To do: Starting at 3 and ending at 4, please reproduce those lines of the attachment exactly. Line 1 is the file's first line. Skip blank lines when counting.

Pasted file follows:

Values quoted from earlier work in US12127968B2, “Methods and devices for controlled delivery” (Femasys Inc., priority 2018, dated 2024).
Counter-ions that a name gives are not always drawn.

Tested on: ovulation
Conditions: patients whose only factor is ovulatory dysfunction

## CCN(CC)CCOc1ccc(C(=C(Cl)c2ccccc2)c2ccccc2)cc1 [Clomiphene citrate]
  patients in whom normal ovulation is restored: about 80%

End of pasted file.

Tested on: ovulation
Conditions: patients whose only factor is ovulatory dysfunction